The Railway Association of Canada
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February 7, 2008
Canadian Transportation Agency
Attention: Mr. Michel Maisonneuve
Review of the Interswitching Regulations
The Railway Association of Canada is pleased to participate in the consultation undertaking by the Agency regarding the Review of the Interswitching Regulations. The RAC represents virtually all federally-regulated freight railways in Canada. Comments made or opinions expressed hereafter are the results of discussions with RAC Short line railway members. Some Short lines transfer more traffic to other railways than they accept, while others do exactly the opposite. The RAC has attempted to balance their comments. In light of the inherent problem posed by this difference in their operations, some members have decided to comment independently. Please also note that the two main Canada Class 1 railways, CN and CP, will do the same.
In 1997, the Agency determined that a 7.5% contribution over the variable cost was a reasonable compensation for the fixed costs involved in the provision of interswitching services. A rate review conducted in 2002 lead to a general reduction of the rate structure in 2004. The current rates have been in force since then and neither the 1997 nor the 2002 reviews included short line railway information.
In its consultation material, the Agency states that in its recent development of interswitching costs, it adjusted interchange-specific interswitching costs for inflation and estimated changes in railway productivity between 2005 and 2007. These lead to a reduction of rates in Zone 4 for the interchange of less than 60 cars and for a neutral or negative variation for all interchange of blocks of 60 cars or more.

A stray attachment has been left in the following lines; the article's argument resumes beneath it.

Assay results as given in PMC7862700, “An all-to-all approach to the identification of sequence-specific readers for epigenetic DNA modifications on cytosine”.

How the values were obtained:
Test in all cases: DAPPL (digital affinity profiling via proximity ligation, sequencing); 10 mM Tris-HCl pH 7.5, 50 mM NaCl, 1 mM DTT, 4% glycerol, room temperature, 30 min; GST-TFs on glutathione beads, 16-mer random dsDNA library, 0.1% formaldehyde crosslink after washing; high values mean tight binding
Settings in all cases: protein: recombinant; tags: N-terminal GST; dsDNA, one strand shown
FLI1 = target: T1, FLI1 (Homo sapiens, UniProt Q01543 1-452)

The RAC does not question the calculation made by the Agency, but submits that the proposed rates are not reflective of the Canadian Short line railways' costs, and even less of their cost variations in recent years. Moreover, Short line railways have not seen a positive change in their productivity levels. Short line railways have a unique cost structure and might have a lower labour cost structure than larger railways, but with lower traffic volumes they cannot benefit from economies of scale. An example of the difference in their costs is the recent drastic increase in fuel prices, which had a serious negative impact on the Short lines. Short line railways cannot afford to use the most fuel efficient locomotives available on the market, and don't have the contractual flexibility to pass on to their customer such a fuel increase.
The proportion of operating expenses over operating revenues is significantly higher for Short line railways. The relation between operating expenses and operating revenues is known as the operating ratio. Such a ratio is used in general to demonstrate a company's ability to operate profitably. A ratio above 100 % means that the company suffered a loss: the lower the ratio, the greater the company's operating profit margin. On average, Short line ratios exceed 90 percent with some being above 100%. That ratio has been increasing regularly over the last 10 years. By comparison, the Class Is have seen their average operating ratio, now at approximately 74%, go down steadily over the same period.